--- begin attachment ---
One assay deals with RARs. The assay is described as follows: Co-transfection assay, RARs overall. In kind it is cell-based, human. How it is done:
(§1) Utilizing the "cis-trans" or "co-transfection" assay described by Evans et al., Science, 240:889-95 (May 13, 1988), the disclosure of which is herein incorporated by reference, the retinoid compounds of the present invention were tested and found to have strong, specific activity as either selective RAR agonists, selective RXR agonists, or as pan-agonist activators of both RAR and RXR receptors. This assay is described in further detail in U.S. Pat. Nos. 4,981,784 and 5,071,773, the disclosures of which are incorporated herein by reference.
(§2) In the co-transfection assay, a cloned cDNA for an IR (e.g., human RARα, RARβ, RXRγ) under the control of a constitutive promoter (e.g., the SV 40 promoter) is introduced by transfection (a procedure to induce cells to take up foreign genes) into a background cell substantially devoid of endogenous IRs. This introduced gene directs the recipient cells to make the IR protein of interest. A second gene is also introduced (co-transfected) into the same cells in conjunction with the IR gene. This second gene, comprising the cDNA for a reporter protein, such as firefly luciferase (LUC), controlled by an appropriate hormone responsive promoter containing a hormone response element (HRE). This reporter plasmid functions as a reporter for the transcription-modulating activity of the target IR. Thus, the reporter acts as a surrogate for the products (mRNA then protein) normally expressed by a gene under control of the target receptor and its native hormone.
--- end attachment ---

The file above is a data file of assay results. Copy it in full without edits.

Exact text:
One assay deals with RARs. The assay is described as follows: Co-transfection assay, RARs overall. In kind it is cell-based, human. How it is done:
(§1) Utilizing the "cis-trans" or "co-transfection" assay described by Evans et al., Science, 240:889-95 (May 13, 1988), the disclosure of which is herein incorporated by reference, the retinoid compounds of the present invention were tested and found to have strong, specific activity as either selective RAR agonists, selective RXR agonists, or as pan-agonist activators of both RAR and RXR receptors. This assay is described in further detail in U.S. Pat. Nos. 4,981,784 and 5,071,773, the disclosures of which are incorporated herein by reference.
(§2) In the co-transfection assay, a cloned cDNA for an IR (e.g., human RARα, RARβ, RXRγ) under the control of a constitutive promoter (e.g., the SV 40 promoter) is introduced by transfection (a procedure to induce cells to take up foreign genes) into a background cell substantially devoid of endogenous IRs. This introduced gene directs the recipient cells to make the IR protein of interest. A second gene is also introduced (co-transfected) into the same cells in conjunction with the IR gene. This second gene, comprising the cDNA for a reporter protein, such as firefly luciferase (LUC), controlled by an appropriate hormone responsive promoter containing a hormone response element (HRE). This reporter plasmid functions as a reporter for the transcription-modulating activity of the target IR. Thus, the reporter acts as a surrogate for the products (mRNA then protein) normally expressed by a gene under control of the target receptor and its native hormone.